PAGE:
For Better or Worse, Jim Leach Is No Zell Miller

The peak viewership 10:00 P.M. window opened with veteran Iowa Senator Tom Harkin addressing the convention in American Sign Language – a tribute to his late older brother Frank, whose deafness led to Tom Harkin’s emergence as one of Congress’ most outspoken champions of the disabled.

But Harkin’s main role was to introduce his fellow Iowan, former 15-term Republican Congressman Jim Leach, who lost his seat in perhaps the biggest upset of the ’06 cycle. Leach, who appeared without his customary sweater, was always one of the most liberal (or perhaps least conservative) congressional Republicans – he actually voted against the Iraq war in 2002 – and he endorsed Barack Obama earlier this year. 

The idea behind handing a primetime speaking slot to Leach makes perfect sense: Cross-party endorsements always carry more weight with swing voter. And certainly, he did no harm with his speech. But it didn’t help much either.

The problem has everything to do with Leach’s delivery, and nothing to do with his intelligence or intentions. By all measures, he is a politician of unusual thoughtfulness and conscientiousness. But these laudable attributes do not naturally lead to strong rhetorical skills. Instead, Leach held forth like a colorless college philosophy professor, speaking in a virtual monotone about The Rights of Man and the American progressive tradition. It is possible to make such high-minded themes accessible to the masses, but the learned Leach made no effort to connect. He didn’t have to worry about being interrupted by applause and he left the stage to polite applause, and nothing more.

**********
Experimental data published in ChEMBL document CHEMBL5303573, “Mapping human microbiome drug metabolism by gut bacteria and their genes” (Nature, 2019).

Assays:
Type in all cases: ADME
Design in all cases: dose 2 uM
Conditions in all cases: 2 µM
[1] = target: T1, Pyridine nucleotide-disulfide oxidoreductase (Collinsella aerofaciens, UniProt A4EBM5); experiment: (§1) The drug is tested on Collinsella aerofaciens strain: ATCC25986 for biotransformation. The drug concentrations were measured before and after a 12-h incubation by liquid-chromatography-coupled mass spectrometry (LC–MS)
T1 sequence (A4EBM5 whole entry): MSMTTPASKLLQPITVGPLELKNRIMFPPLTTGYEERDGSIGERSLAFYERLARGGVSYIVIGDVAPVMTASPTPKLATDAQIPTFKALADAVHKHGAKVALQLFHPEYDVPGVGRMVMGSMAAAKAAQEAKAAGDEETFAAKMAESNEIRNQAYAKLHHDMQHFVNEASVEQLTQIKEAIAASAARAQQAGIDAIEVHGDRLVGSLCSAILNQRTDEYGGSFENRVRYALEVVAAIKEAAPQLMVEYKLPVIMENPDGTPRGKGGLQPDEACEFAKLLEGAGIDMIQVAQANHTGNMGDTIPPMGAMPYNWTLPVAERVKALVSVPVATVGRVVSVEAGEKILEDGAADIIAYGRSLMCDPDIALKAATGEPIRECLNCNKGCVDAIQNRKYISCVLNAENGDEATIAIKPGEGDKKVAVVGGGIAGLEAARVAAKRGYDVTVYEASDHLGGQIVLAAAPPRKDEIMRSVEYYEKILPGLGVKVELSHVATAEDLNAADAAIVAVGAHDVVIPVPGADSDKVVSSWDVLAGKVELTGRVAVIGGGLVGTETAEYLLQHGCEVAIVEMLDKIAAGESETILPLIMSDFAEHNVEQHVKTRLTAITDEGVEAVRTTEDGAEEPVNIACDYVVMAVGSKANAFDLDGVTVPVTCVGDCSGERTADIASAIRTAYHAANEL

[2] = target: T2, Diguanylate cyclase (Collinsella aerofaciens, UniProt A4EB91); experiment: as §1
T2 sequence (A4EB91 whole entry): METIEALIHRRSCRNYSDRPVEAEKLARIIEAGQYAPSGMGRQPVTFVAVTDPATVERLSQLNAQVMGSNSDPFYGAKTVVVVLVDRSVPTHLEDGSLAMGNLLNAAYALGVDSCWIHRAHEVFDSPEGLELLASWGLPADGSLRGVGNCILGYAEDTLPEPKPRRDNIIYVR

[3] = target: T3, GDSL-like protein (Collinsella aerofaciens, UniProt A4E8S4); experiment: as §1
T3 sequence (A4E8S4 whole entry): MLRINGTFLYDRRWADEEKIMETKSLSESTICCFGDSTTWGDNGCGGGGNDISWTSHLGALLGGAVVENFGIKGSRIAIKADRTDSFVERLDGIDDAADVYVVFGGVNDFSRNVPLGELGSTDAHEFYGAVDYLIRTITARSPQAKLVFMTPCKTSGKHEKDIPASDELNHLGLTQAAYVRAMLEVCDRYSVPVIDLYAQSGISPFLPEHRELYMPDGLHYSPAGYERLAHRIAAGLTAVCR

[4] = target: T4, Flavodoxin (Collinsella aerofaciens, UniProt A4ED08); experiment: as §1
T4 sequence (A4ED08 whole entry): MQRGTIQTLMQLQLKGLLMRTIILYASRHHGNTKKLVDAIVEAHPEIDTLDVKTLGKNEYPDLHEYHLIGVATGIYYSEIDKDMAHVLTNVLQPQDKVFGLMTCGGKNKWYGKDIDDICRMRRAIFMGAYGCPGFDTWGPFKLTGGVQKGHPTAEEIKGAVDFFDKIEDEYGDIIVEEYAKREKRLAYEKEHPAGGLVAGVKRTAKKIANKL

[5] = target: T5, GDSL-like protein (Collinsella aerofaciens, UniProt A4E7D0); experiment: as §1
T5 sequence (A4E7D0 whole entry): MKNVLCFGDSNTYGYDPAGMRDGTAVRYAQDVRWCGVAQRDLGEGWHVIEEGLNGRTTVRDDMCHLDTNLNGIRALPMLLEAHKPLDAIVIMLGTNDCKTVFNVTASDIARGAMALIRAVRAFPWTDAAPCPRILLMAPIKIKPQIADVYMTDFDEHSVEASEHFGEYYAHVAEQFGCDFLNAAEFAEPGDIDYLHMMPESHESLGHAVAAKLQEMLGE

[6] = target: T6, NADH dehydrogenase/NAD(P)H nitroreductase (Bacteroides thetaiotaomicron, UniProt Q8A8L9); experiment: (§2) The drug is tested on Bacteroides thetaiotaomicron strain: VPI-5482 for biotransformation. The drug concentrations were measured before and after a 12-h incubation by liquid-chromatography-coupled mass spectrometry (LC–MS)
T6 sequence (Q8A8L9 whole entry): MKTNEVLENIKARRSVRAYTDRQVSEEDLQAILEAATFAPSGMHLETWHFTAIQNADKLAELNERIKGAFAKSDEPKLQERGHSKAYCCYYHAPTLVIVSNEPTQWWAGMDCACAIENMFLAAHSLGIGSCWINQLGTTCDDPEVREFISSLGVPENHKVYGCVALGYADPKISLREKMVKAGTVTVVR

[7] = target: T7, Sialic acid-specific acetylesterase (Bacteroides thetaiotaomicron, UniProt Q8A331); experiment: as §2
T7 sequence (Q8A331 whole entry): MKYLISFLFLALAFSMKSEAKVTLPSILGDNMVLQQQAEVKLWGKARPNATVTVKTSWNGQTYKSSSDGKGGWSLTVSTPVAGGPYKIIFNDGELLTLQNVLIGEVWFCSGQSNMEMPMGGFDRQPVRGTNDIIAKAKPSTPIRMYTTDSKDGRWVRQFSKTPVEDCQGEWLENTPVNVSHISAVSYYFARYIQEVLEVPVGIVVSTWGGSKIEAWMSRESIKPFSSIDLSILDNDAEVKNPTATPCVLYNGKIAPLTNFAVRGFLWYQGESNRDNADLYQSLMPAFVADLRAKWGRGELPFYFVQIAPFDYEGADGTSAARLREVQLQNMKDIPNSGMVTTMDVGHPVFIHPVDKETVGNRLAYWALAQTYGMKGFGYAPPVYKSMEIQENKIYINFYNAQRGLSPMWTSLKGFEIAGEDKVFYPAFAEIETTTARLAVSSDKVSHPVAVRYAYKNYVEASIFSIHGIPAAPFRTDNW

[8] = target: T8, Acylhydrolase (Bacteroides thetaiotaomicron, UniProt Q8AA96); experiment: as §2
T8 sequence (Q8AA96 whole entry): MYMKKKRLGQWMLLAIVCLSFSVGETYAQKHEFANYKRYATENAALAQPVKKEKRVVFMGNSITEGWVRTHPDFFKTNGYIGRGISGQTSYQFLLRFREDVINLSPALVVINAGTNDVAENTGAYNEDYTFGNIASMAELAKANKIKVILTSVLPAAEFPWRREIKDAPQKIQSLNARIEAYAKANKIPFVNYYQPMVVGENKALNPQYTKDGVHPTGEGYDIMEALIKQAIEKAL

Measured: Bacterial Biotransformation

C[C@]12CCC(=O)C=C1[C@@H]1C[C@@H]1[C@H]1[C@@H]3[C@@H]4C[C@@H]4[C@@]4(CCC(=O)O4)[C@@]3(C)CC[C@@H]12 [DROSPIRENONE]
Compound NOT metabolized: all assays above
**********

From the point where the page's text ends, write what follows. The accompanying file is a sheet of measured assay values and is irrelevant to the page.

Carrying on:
If Democrats hoped that Leach might be their own Zell Miller, they were sadly mistaken. Miller’s act at the 2004 G.OP. convention was the exact opposite of Leach’s – hot, fiery and naked in its appeal to raw emotion. Between the two, Leach easily delivered the more thoughtful and intelligent speech – but already it’s mostly been forgotten, while Miller’s still haunts the Democrats four years later.

Granted, Miller represents the extreme end of the spectrum when it comes to speech intensity. But Leach, as we just learned, represents the opposite extreme end. Maybe Obama and his team could have tried a little harder to convince Chuck Hagel to show up? For Better or Worse, Jim Leach Is No Zell Miller